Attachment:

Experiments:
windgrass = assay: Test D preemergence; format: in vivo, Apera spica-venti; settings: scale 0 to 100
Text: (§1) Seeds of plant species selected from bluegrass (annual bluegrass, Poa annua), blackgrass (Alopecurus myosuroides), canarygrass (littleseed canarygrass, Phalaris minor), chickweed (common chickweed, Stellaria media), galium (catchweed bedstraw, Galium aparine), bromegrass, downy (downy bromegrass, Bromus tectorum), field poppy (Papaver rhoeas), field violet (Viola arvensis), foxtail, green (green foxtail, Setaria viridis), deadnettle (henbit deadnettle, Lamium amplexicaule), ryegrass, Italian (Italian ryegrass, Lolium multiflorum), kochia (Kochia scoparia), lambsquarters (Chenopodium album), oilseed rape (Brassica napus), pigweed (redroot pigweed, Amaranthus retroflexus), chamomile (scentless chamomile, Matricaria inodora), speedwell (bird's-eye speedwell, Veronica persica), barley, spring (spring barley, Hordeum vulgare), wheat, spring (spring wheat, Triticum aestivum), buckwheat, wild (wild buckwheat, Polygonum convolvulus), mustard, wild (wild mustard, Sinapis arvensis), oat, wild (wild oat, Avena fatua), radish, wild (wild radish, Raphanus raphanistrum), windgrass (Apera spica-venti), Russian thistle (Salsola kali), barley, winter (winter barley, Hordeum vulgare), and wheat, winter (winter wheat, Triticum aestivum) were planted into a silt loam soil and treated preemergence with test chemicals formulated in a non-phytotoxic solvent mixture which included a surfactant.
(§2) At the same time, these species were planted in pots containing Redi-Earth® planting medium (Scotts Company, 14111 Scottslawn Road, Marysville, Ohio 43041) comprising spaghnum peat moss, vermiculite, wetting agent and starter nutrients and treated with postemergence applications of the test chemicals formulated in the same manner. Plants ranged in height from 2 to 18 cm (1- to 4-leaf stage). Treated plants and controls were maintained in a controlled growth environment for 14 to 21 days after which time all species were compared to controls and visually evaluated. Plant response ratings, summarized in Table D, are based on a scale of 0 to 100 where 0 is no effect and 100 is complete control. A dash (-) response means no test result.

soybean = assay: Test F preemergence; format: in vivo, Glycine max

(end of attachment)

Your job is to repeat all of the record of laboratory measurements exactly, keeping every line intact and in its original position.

Experiments:
windgrass = assay: Test D preemergence; format: in vivo, Apera spica-venti; settings: scale 0 to 100
Text: (§1) Seeds of plant species selected from bluegrass (annual bluegrass, Poa annua), blackgrass (Alopecurus myosuroides), canarygrass (littleseed canarygrass, Phalaris minor), chickweed (common chickweed, Stellaria media), galium (catchweed bedstraw, Galium aparine), bromegrass, downy (downy bromegrass, Bromus tectorum), field poppy (Papaver rhoeas), field violet (Viola arvensis), foxtail, green (green foxtail, Setaria viridis), deadnettle (henbit deadnettle, Lamium amplexicaule), ryegrass, Italian (Italian ryegrass, Lolium multiflorum), kochia (Kochia scoparia), lambsquarters (Chenopodium album), oilseed rape (Brassica napus), pigweed (redroot pigweed, Amaranthus retroflexus), chamomile (scentless chamomile, Matricaria inodora), speedwell (bird's-eye speedwell, Veronica persica), barley, spring (spring barley, Hordeum vulgare), wheat, spring (spring wheat, Triticum aestivum), buckwheat, wild (wild buckwheat, Polygonum convolvulus), mustard, wild (wild mustard, Sinapis arvensis), oat, wild (wild oat, Avena fatua), radish, wild (wild radish, Raphanus raphanistrum), windgrass (Apera spica-venti), Russian thistle (Salsola kali), barley, winter (winter barley, Hordeum vulgare), and wheat, winter (winter wheat, Triticum aestivum) were planted into a silt loam soil and treated preemergence with test chemicals formulated in a non-phytotoxic solvent mixture which included a surfactant.
(§2) At the same time, these species were planted in pots containing Redi-Earth® planting medium (Scotts Company, 14111 Scottslawn Road, Marysville, Ohio 43041) comprising spaghnum peat moss, vermiculite, wetting agent and starter nutrients and treated with postemergence applications of the test chemicals formulated in the same manner. Plants ranged in height from 2 to 18 cm (1- to 4-leaf stage). Treated plants and controls were maintained in a controlled growth environment for 14 to 21 days after which time all species were compared to controls and visually evaluated. Plant response ratings, summarized in Table D, are based on a scale of 0 to 100 where 0 is no effect and 100 is complete control. A dash (-) response means no test result.

soybean = assay: Test F preemergence; format: in vivo, Glycine max